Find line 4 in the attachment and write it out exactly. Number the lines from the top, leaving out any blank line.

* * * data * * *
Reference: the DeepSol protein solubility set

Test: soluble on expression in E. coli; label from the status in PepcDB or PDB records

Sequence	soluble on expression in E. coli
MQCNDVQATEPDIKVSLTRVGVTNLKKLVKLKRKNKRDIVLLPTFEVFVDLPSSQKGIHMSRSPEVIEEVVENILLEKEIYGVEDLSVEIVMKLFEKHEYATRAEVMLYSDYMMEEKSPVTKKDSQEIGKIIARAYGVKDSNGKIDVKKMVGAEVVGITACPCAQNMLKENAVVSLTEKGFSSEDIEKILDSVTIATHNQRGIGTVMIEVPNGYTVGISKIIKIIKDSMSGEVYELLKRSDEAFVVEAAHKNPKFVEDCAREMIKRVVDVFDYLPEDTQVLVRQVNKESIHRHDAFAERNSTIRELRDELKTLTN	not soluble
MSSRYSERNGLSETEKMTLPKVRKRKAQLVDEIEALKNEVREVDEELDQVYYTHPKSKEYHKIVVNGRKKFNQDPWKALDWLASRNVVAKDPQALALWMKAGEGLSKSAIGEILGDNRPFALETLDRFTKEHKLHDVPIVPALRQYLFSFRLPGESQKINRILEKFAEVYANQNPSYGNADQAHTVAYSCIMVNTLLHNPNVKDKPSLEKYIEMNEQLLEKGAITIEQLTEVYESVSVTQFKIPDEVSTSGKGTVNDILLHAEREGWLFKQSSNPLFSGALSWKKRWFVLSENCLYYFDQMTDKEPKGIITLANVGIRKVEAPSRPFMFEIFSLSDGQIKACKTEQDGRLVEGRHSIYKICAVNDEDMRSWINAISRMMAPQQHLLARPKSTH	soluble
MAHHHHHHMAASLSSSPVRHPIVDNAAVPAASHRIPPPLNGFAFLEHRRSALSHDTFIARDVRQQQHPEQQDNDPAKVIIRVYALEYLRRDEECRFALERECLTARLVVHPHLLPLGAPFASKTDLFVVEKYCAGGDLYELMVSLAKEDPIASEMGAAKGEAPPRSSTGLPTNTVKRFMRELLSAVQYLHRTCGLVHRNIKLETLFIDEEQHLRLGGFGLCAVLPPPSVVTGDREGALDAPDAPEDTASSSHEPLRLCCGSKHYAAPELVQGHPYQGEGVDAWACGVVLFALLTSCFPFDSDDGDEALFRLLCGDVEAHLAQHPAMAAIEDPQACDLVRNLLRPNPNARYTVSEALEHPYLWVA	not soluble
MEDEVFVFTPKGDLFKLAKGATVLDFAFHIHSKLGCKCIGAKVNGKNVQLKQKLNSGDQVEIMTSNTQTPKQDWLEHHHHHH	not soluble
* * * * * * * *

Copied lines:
MQCNDVQATEPDIKVSLTRVGVTNLKKLVKLKRKNKRDIVLLPTFEVFVDLPSSQKGIHMSRSPEVIEEVVENILLEKEIYGVEDLSVEIVMKLFEKHEYATRAEVMLYSDYMMEEKSPVTKKDSQEIGKIIARAYGVKDSNGKIDVKKMVGAEVVGITACPCAQNMLKENAVVSLTEKGFSSEDIEKILDSVTIATHNQRGIGTVMIEVPNGYTVGISKIIKIIKDSMSGEVYELLKRSDEAFVVEAAHKNPKFVEDCAREMIKRVVDVFDYLPEDTQVLVRQVNKESIHRHDAFAERNSTIRELRDELKTLTN	not soluble